As was true of its predecessor, Insurgent primarily revolves around the theme of choices and the way they can change you. After all, the book's tagline is "one choice can destroy you." In Insurgent, all of Tris's decisions had major consequences, as she decided whether or not to enter dangerous situations, to lie to Tobias, and even to sacrifice herself. With so much on the line, Tris's choices affect not only her, but everyone around her. As the series goes on, choice remains just as important, but the stakes get higher and higher.
The entire faction system is based around dividing people up and creating distinct groups with boundaries between them. Insurgent illustrates how these divisions create an "us vs. them" mentality that ultimately brings about disaster. In this novel, schisms also arise within these groups: Dauntless splits into loyal and traitor, Abnegation is scattered, Erudite defect from Jeanine and her following, and Johanna and other Amity split from their faction when they do not agree with the decision to remain uninvolved. These divisions are what ultimately creates so much destruction, and as Tris learns time and again that it is impossible to accomplish lofty goals when you are divided down the middle.
Trust and Honesty
With much of this novel taking place in Candor headquarters, it is to be expected that trust and honesty figure hugely into the theme. Tris and Tobias's relationship is put under strain because of a lack of honesty and an unwillingness to tell each other the truth. In addition, they have problems trusting each other with important things. In most cases each is trying to protect the other, but it results in added distance between them. Surrounding this war are secrets and lies, and while the Candor philosophy is flawed in some ways, in others it makes sense: sometimes the truth really is the most important thing.
This novel is a lot darker than the first one, because in reality, what is happening inside the city limits is civil war. People are dying, most of them innocent. Many of Tris's friends are lost, and Tris is forced to kill herself. This novel shows how quickly war can change and mature a person, and how gravely it can tear apart an entire way of life. This may be a futuristic society, but in many ways it reflects the kind of wars we wage in our own world.
A theme of the flaws in human nature is subtle throughout the entire novel, but it is brought to the surface at the end when the video reveals exactly why the factions were created. Though the factions are built around virtues, the people within them are still prone to the vices that plague humanity: greed, guilt, dishonesty, and destructive ambition. It is these vices that cause the rifts in faction society, suggesting that the faction system did not repair the flaws in human nature after all.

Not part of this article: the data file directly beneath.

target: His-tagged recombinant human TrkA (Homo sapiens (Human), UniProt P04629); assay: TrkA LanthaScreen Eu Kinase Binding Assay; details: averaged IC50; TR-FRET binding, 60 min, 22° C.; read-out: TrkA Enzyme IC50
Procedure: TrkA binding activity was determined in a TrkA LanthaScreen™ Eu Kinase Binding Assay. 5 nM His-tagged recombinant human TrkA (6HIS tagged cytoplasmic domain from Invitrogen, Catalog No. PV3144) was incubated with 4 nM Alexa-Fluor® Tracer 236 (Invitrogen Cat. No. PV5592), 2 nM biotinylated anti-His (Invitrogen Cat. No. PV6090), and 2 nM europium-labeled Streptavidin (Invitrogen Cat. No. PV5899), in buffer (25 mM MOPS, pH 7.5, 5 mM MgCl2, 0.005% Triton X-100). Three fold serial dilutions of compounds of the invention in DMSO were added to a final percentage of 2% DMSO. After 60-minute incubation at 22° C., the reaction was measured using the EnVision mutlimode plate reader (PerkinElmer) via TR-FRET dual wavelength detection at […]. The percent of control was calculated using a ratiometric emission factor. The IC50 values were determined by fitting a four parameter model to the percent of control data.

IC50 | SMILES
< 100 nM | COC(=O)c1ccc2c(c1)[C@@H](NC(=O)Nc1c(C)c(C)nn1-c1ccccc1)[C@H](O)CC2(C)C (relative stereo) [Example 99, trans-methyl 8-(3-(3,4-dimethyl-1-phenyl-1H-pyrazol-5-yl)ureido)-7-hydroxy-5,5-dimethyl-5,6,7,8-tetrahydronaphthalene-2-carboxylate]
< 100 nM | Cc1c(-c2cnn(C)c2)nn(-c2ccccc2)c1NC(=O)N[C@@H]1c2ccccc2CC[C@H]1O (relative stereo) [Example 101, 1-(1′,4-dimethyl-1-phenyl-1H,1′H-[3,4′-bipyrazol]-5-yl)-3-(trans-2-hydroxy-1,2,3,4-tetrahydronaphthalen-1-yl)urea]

Though friendship is not quite as central as many of the other themes, many of Tris's endeavors would not have been successful without the help of her friends. Tris was stronger, more confident, and more capable overall after she had Christina's forgiveness; she truly needed her help, and was not the same without her friend in her life. In the Dauntless faction, bonds of friendship are much stronger than they are in any of the others, and that is illustrated through the close relationship between Tris and her friends like Christina, Uriah, and Lynn.
Many of Insurgent's central characters fall prey to intense manipulation, illustrating how powerful coercion can be. The most obvious manipulation is done by Jeanine, both directly through her simulations and indirectly through words, promises, and fear tactics. However, other characters are more discreetly manipulative, too. Evelyn, for example, manipulates Tobias so that she can get the Dauntless on her side and destroy the faction system. It is easy to manipulate others during a war, when everyone is afraid, and everyone has something huge either to lose or to gain.
Insurgent Questions and Answers
The Question and Answer section for Insurgent is a great
resource to ask questions, find answers, and discuss the novel.